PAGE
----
What a fantastic experience! I could go on for hours about how supportive everyone was for our first performance as a quartet, but I don’t want to bang on any more here.  I think that is worthy of a post all on its own!

Don’t forget to let me know if you managed to catch the show on Saturday night.  I’d love to hear your comments.

Cheers,

K.

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Young & Jackson’s

Sally Dastey at Young & Jackson’s

An afternoon spent singing has got to be one of the best ways to pass the time. 

Today the choir I sing with – Lipstick & Spurs – was lucky enough to be invited to accompany the amazing Sally Dastey (folk singer/songwriter, formerly a member of Tiddas) at Young & Jackson’s hotel.

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We were part of four songs – three of Sally’s and Pearly Shells – which she brought to the choir when leading us for a while earlier this year. The most fun of all was the last song Someone on his side. Sally said she was going to sing it on her own, but then invited us to sing harmonies at the end from within the audience. She described it as making the audience feel like they were part of the music rather than being separated from it, and she was right – the last song brought smiles and laughter to a lot of faces.

It’s just over a year since I joined the choir, and here I am getting amazing opportunities like this! The talent of the people around me, and the joy they get from their singing, are gifts in their own right, but being able to join in is more fun than I could have imagined. Although it sounds corny, singing like this feels like the realisation of a dream I didn’t know I had. And now that I’ve found it, I’m going to treasure it.

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Ukuleles and other quirky pastimes

Ukes

As I mentioned in an earlier post, I am a member of the Melbourne Ukulele Kollective, and play in the Ukulele Big Band.

I first fell in love with the ukulele two years ago, when I saw MUK perform as part of the Darebin Music Feast.  I’d never played one before – or even entertained the thought that I would – but by the end of that gig, three audience members including myself were converted.  I went out the next day and bought my first uke.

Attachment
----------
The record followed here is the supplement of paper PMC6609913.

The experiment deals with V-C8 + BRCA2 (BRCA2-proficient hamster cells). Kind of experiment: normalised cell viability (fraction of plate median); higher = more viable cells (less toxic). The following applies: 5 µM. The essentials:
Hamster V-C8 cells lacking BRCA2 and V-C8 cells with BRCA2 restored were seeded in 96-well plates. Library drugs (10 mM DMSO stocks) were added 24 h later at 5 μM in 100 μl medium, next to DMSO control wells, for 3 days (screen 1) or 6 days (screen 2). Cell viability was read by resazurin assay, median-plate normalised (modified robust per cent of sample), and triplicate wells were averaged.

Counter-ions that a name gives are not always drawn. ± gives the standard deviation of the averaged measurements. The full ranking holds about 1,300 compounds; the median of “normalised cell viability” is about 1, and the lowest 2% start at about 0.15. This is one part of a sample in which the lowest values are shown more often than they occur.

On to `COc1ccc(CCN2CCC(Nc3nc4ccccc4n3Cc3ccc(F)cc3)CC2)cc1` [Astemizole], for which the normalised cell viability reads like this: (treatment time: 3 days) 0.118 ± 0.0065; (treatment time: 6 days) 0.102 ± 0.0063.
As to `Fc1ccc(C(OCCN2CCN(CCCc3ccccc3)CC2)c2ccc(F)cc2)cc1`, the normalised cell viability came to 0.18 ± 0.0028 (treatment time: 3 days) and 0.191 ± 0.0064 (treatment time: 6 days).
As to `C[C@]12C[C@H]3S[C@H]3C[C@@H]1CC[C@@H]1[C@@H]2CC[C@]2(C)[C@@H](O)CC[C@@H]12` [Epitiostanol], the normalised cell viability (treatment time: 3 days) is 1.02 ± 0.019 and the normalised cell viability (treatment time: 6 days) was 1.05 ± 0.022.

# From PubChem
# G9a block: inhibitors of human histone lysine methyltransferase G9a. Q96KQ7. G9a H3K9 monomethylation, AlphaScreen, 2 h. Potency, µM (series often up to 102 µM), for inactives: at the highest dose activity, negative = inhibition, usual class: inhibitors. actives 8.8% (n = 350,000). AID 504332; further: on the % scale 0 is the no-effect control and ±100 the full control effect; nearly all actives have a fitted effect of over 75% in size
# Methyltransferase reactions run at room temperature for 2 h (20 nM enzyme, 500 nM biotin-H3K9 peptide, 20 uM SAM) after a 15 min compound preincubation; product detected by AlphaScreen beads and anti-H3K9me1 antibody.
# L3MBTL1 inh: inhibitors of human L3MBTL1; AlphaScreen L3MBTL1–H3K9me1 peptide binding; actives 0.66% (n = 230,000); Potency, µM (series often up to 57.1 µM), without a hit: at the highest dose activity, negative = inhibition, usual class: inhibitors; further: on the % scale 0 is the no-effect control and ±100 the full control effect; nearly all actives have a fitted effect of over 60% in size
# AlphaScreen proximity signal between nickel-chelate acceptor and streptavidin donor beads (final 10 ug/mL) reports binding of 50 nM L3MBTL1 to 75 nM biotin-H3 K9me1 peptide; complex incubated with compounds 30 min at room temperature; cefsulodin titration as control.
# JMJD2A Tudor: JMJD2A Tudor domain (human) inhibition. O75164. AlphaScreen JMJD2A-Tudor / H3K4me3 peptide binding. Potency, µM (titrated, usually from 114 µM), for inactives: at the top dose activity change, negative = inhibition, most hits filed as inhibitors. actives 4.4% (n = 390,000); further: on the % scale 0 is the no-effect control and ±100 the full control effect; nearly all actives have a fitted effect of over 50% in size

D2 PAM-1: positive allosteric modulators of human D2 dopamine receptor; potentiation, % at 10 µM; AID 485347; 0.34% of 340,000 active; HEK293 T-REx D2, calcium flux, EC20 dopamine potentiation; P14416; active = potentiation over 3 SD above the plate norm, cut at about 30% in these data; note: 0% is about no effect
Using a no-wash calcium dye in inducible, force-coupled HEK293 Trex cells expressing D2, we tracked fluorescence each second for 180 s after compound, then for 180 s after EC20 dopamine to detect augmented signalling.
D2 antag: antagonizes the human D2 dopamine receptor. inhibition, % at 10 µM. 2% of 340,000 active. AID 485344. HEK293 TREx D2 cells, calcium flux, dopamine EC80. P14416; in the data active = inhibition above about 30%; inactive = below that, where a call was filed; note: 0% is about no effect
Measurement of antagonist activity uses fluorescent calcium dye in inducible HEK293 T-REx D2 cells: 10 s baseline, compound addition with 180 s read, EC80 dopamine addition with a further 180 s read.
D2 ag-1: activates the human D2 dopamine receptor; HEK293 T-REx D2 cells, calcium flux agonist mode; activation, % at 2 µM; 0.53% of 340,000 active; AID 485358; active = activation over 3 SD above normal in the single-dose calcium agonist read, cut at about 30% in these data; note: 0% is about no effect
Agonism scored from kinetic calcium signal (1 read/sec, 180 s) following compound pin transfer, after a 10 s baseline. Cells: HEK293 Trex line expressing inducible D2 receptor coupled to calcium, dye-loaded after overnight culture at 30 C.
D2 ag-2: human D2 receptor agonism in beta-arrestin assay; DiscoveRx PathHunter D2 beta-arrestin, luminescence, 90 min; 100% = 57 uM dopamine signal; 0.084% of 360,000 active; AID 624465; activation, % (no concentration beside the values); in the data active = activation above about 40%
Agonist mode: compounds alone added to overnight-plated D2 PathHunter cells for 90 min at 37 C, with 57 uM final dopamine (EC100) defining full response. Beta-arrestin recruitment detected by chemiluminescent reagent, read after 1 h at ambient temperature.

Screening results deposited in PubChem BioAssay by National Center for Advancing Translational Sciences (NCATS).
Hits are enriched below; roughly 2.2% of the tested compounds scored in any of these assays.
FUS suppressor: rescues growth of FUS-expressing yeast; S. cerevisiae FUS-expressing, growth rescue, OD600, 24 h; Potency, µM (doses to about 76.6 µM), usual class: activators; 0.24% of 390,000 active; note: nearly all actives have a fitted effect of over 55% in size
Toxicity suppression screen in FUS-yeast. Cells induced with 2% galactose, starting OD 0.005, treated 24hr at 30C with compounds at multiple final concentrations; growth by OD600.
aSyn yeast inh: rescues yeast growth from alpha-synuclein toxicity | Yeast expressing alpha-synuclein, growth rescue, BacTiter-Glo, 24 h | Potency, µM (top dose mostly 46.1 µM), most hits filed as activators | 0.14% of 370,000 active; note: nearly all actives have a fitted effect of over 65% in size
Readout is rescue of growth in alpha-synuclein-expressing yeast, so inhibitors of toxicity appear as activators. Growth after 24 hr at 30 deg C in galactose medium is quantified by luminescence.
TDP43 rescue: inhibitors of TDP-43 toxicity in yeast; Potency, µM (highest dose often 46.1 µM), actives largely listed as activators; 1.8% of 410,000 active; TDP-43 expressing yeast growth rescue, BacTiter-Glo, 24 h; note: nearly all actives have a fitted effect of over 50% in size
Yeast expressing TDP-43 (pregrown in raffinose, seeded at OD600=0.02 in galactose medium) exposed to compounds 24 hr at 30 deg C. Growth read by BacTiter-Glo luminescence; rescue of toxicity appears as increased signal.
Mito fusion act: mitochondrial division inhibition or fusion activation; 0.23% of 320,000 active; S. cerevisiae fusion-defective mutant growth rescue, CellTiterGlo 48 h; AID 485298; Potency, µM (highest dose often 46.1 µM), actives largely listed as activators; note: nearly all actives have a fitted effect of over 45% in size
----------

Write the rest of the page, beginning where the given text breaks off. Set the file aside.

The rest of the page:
We now have three ukuleles as a family – well, I’m the only one who plays them, but the baritone is officially Michael’s.  Meg had one, too – in baby pink – but I was really kidding myself when I bought it for her.  It had been untouched for almost a year when my ten-year-old niece, Jacqui, over from Adelaide for a visit, picked it up and started playing. 

Unbeknown to us, Jacqui had been learning classical guitar for a year. It only took her about three seconds to work out where the notes were and she started picking a blues number.  Needless to say, I sent it home with her.  If Meg ever wants one again, I’ll happily buy her another.

The other musical activity I’m involved in is singing in a country & western choir called Lipstick and Spurs.  I’d no more been a fan of country music than I had of ukuleles when I was asked to add my voice for a recording session that the choir was doing, but again I fell completely in love and have been part of it for a year now.  It is the best fun, and the choir members are a fantastic bunch.

I’m a latecomer to music performance, having only realised that I had a ‘voice’ when I was in my twenties. Singing only became really important to me after I lost my voice for eight months, about four years ago. More than anything, I missed singing with Meg and singing along with the radio, though if you’d asked me before I lost my voice, I would have said that I didn’t sing much at all. A persistent weakness has meant that the first thing affected by any stress or illness is my voice, so I have to be really careful with it.

Fortunately for me, singing has also been the best exercise I can give my vocal chords.  I bet there aren’t many people who can say that they sing on doctor’s orders (or, at least, on speech pathologist’s orders)!

I may have been a late bloomer in this area, but it has become a really important part of who I am, and it is all so much fun!  And life is serious enough – ukuleles, twangy country songs and lots of laughter are a good remedy for it.